Design Thinking is a proven and repeatable methodology for addressing complex, often intractable problems. It is a structured, problem-solving framework that brings method (and productivity) to the madness created by today’s deluge of disruptive technologies, difficult problems and boundless opportunities.
While there is a tremendous amount of content and nuance around Design Thinking, we boil the differences down to three main categories: (1) customer empathy, (2) multidisciplinary team-based activity and (3) process acceleration.
Design Thinking is intensely end-user focused. It centers on close observation of how a person works, on the pains a worker deals with daily, on the workarounds every employee devises to get the job done, on their thoughts about what works, what doesn’t work, what might work, and what will never work. Team members need to listen and learn from actual customers, documenting the process without regard to the technology stack.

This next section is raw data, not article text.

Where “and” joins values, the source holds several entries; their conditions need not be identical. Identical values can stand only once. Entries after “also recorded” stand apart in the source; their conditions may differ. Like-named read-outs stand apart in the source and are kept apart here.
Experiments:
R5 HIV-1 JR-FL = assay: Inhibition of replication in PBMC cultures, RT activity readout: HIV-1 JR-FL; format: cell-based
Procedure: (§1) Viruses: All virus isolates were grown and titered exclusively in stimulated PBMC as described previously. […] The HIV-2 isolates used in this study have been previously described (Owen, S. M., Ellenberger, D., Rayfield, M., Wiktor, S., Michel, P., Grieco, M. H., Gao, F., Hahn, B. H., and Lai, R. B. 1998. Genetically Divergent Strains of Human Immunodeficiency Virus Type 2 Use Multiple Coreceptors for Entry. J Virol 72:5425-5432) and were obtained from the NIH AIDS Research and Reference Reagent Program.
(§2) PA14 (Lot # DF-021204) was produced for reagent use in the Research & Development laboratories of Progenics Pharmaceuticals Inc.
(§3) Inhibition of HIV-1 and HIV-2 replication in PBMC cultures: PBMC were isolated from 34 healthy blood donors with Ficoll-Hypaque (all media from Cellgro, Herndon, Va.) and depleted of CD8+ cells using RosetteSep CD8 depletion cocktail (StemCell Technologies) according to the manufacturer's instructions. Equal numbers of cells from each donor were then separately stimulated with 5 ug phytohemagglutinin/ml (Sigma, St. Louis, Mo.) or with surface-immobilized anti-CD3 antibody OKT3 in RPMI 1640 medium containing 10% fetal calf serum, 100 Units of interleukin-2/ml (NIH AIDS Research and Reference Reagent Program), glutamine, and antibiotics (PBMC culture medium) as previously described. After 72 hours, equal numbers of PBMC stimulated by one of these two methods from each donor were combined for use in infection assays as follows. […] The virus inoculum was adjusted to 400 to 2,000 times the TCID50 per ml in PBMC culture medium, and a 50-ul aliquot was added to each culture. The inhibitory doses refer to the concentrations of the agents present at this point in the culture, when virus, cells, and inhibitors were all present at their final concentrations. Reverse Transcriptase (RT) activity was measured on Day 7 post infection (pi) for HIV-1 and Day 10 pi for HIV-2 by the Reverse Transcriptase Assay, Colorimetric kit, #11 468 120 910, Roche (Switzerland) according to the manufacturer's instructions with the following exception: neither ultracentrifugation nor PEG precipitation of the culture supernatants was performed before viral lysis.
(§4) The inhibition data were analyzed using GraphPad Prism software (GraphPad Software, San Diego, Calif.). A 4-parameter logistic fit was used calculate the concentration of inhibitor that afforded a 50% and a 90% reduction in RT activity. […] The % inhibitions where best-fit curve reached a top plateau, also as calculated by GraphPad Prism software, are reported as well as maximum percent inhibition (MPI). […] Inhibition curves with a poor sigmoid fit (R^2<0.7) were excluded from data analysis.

Customer-focus is not mere lip service in Design Thinking. It is front-and-center at all times. Successful product (or application) design can only be achieved by developing a deep understanding and genuine empathy for the end-user. This means understanding how services and products appeal to both the rational and emotional sides of people.
Today’s business users demand a consumer-grade experience -- fast, easy, intuitive. The consumerization of technology also has acclimated business users to expect incremental product enhancements. Design Thinking’s hyper-iterative process for prototyping and product development lends itself to continually increasing a product or services’ value to the customer.
At its core, Design Thinking is a social, collaborative exercise -- leveraging insights across different departments and operational areas, fostering discussion, and maximizing the complete value of an organization’s workforce and data assets.